Extremadura: The Lords of the Plains

Locally nicknamed the 'Lords of the Plains', the Bustards of Extremadura are one of the major attractions for birdwatchers from around the world and, in my opinion, understandingly. The two species that roam the steppes in this region certainly deserve their nickname, and the respect they get from both the people around them, and the travellers who come to see them.  

As one of my favourite birds, and one I have only ever seen once before, the Great Bustard was a steppe species I really wanted to see. The plains around Trujillo and Caceres make the perfect habitat for these charismatic birds, so it wasn't long before we caught our first glimpse. Whilst driving through the plains along a dusty country lane, we were met by a small group of Bustards, in flight, travelling towards us. Luckily for us, they landed on the far side of the field next to us, allowing us to get out and have a look. This group were all females, and soon were sat down in the long grass, with only their heads just about visible. It was great to see these birds again, but we knew we could find plenty more, so we headed off, leaving the bustards in peace.

Great Bustard
Female Great Bustard

At this time of year, in March and April, the impressive male Great Bustards begin their display dances; coming together in spots called leks. Here, they puff out their feathers, and strut around the fields in the hope of attracting a mate. In Spain, this extraordinary display is called the rueda, meaning 'the wheel'. The male Great Bustard is an impressive sight regardless of whether it's displaying or not at this time of year, when their plumage is golden, their tails are up, and their feather 'moustaches' are clearly visible. The male certainly looks like a lord as it struts over the pasture, looking strong and heavily built, but regal at the same time. There is no doubt they're powerful birds, the males being the heaviest flying bird in the world, weighing up to 15kg. Impressive.

Our luck was in again the next day, when we spotted a second group of Great Bustards flying over our car. Unfortunately, these birds didn't settle very close, but gave us a good view on their flyby.

Great Bustards in the air

It was on our last day on the plains that our chance came to see an adult male Great Bustard in all his glory. Whilst driving along a long, straight road, heading for Trujillo, we spotted our third group of Great Bustards flying overhead. This time though, they were all males. All but one of the males flew out of sigh over the field. The one who didn't positioned himself right on the horizon, giving us a great view of him and all his courtship feathers. Unfortunately, he didn't display, but I was happy enough just watching him as he strutted across the horizon.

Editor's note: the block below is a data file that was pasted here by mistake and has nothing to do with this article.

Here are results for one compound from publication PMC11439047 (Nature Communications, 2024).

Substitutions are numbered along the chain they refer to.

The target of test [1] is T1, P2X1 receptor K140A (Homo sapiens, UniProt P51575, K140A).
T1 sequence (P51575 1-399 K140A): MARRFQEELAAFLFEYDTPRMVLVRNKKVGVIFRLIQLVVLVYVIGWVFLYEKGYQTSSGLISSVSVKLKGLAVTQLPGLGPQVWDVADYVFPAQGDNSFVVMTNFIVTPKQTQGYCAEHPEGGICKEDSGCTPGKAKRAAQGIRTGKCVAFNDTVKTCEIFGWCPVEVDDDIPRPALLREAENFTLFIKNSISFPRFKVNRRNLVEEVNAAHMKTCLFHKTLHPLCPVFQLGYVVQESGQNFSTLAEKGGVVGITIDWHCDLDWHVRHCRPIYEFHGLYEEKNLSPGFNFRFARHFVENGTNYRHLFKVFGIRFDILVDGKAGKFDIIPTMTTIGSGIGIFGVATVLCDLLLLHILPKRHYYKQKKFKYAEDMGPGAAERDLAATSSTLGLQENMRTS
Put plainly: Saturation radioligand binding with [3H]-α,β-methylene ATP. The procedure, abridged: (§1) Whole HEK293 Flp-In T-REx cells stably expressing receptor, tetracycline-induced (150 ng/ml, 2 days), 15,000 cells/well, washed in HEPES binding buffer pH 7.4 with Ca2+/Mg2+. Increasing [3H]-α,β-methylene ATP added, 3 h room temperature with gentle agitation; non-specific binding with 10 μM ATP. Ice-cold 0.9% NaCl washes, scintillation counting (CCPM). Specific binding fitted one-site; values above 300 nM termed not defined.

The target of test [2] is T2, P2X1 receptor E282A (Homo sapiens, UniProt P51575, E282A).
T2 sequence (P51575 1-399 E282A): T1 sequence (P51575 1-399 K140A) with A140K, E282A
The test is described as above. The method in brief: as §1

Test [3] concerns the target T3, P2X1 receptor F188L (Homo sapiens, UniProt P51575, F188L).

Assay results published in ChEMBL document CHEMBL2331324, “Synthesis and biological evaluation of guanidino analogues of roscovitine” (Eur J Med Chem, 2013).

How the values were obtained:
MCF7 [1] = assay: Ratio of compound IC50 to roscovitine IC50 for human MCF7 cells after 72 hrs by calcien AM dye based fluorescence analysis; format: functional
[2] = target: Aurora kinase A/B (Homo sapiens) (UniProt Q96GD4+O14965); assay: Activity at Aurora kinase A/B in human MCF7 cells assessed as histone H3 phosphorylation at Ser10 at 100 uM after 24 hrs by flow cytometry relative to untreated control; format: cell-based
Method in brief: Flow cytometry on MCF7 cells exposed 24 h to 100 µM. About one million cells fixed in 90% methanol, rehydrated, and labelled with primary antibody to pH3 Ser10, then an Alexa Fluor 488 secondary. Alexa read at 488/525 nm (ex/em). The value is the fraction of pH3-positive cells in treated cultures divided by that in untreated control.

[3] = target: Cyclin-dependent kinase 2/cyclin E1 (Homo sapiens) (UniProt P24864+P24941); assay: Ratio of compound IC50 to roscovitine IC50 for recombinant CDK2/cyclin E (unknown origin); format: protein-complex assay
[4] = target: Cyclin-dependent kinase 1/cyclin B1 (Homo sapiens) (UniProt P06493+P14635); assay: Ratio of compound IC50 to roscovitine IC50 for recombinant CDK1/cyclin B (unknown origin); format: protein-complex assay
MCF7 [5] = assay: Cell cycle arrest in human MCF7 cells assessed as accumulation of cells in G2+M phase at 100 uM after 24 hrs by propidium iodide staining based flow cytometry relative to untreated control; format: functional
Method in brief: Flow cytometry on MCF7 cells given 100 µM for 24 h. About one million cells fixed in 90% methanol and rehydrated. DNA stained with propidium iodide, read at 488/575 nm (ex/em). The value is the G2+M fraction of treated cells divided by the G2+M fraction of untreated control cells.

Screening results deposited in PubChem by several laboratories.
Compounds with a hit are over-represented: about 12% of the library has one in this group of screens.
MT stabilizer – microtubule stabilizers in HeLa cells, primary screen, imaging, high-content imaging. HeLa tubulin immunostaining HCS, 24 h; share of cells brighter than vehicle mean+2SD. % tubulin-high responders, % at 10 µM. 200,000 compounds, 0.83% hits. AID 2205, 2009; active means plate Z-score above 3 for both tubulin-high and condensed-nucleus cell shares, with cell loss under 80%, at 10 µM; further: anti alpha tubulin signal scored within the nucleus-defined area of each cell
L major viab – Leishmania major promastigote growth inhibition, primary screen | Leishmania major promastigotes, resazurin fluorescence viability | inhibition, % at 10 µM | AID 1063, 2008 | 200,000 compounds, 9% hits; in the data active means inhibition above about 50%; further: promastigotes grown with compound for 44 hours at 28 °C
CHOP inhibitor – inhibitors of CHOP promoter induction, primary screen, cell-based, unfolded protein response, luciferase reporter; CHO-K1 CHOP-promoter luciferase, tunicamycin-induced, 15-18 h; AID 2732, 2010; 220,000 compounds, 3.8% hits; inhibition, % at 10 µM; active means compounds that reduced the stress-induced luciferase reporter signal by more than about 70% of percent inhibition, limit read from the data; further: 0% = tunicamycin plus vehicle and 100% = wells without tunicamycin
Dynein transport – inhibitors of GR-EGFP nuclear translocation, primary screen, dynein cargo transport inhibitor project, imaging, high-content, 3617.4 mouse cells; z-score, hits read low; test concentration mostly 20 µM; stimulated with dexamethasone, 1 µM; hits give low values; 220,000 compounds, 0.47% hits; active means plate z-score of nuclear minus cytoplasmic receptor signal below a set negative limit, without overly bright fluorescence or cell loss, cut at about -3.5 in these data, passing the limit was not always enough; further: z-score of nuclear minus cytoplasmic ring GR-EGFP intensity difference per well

Male Great Bustard

It was a real treat seeing these birds so well in the wild in Extremadura. These birds appear to be doing well on the steppes and plains of Spain so if you want to see Bustards up close, Extremadura is a great place to visit.

If you want to learn more about their reintroduction to the UK, visit the Great Bustard Group: http://greatbustard.org/


The second species of Bustard on the plains is slightly harder to see. The Little Bustards of Extremadura are more secretive than the Great Bustard, and being smaller and better camouflaged, these birds are more tricky to find on the plains.

We only came across these birds once over our couple of days spent on the plains, and we only got a glimpse as a pair flew over the road behind our car. I scrambled for the camera and managed to grab a couple of ok photographs - good enough to identify the bird from at least. The photos show quite clearly the black and white markings on the neck of the males as they were flying, confirming the pair as Little Bustards.

Little Bustards
Little Bustards

It was great to see both bustard species on offer - especially given the difficulty of seeing a Little Bustard around Trujillo when compared to other birds.

Extremadura lived up to its title as one of the best places in Europe for bustards. But the bustards and the raptors made up only a small portion of all the species we saw in this remote, yet lively region of Spain.


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